February 2014

Art and Activism

With wit and wisdom, Charles L. Frost, aka Sister Dottie, entertained, enlightened and provoked our January meeting audience. His stated purpose was hoping that his LIFE as an ARTIST and ACTIVIST would be of some value. A wise friend once taught him that real change, enduring change, purposeful change occurs in three ways, and three ways only—via LITIGATION, LEGISLATION or LOVE. After deciding HOW to make change, there are ingredients one must possess: find, learn, gather, shout and convince. Idealists become active when they are angry. This feeds the machine of change, invention, new ways, new thinking, better systems and structure governments, leaders, organizations and hopefully, eventually social justice.

A manifesto, “ATTENTION: All you rule-breakers, you misfits and troublemakers—all you free spirits and pioneers—all you visionaries and non-conformists…Everything that the establishment has told you is wrong with you—is actually what is right with you” sums up his approach to making a difference and being a game-changer.

Emphasizing words such as ADD, distractibility and mood swings, he points out that some of these are used by society to deny it’s own illness by pointing to us. But change agents know that the hard, the cold, the oppressive will—at long last—be broken apart by a force that is beautiful, natural, colorful AND alive. This change has been going on for the last decade or so. Still, we face FEAR, SHAME, GUILT, JUDGMENT and IGNORANCE from those opposed to change. Change agents choose collaboration, cooperation, synergy, and most importantly LOVE.

To the new term: Show up and Show how and Show others, he adds, Show the Hell up! Non conformity, breaking and changing the rules, being a change-agent wherever you live, and for whatever purpose releases your finest passion. Resonance and Relevance, two more ingredients in being a successful artist-activist—and he adds: Rules for Activists, Rules for Artists—which can be found on our website.

The Artist-Activist Philosophy is also on that website. He points to public stories dominated by scarcity, consumerism, fear, selfishness and bad news. We all know there’s more to the story. Artist-activists challenge perspectives and continue to remind us of the most important aspects of the human condition. Community building paves the way to tangible actions. Organizers gather people together, encouraging action that makes society better.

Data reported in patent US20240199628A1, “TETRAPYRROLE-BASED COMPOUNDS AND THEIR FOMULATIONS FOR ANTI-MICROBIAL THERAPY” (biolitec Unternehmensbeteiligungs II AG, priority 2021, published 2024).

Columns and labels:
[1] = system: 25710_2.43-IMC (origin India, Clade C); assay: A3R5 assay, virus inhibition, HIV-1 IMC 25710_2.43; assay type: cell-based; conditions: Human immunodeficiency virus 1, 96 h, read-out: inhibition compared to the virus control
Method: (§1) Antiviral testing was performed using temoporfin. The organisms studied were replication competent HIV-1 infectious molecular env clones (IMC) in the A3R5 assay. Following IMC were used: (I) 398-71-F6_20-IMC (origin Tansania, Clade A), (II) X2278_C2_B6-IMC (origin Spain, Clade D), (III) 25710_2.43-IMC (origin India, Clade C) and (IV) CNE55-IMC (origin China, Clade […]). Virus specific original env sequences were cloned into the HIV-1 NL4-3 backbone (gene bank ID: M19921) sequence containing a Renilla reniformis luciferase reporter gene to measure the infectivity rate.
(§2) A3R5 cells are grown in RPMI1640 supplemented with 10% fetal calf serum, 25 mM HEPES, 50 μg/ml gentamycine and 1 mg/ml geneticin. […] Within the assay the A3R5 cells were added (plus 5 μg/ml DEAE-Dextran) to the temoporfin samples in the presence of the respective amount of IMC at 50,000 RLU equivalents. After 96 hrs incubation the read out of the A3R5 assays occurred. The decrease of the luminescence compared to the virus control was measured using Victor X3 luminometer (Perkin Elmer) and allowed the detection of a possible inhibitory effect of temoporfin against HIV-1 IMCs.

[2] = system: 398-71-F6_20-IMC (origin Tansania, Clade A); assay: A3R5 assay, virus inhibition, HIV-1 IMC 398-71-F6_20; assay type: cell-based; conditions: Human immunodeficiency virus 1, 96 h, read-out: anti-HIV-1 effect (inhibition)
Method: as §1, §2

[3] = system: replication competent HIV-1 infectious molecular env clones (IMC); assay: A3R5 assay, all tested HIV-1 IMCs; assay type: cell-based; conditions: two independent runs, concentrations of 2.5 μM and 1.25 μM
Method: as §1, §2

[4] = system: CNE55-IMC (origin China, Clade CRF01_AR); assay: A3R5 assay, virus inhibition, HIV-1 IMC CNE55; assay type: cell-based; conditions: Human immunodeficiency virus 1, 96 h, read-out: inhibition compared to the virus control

Sister Dottie is one way Charles uses story-telling to raise consciousness by using humor and insight to help people “embrace the gray.” Find her message and goals of activism on the website, as well as his CHALLENGE TO ALL TO get involved.

—Joyce Barnes

Marie Springer
12/22/1917 – 1/7/2014

Long time Humanists of Utah member Marie Springer died peacefully on January 7, 2014 in Salt Lake City. She was 96 years old. She was born in Salt Lake on December 22, 1917 to parents Henry F. Grondel and Johanna Lether. She spent much of her life in Salt Lake but also lived in Pasco Washington, Chicago and New York.

She is survived by sisters Alice Evans, Carol Bertoch, Patricia Farnsworth, and brother Thomas Grondel (Vicki) and many nieces and nephews. Marie is also survived by daughter Beverly Taylor (Bruce), two grandsons, and 5 great-grandchildren and her dear friends Dr. Steve and Patti Horton and their son David.

Marie had a varied and interesting professional career and, among other things, worked for Look Magazine, Night Cap Radio, and most recently for the Salt Lake County Aging Services until retiring at the age of 80. She was a member of the First Unitarian Church of Salt Lake since 1963 and served in many capacities including the Church Board and Friendship Manor Board and was president of the Women’s Alliance and chair of the Archives Committee. Mary, as she was known to her family, will be remembered for her deep appreciation of art and music, her strong political views, and her love of chocolate.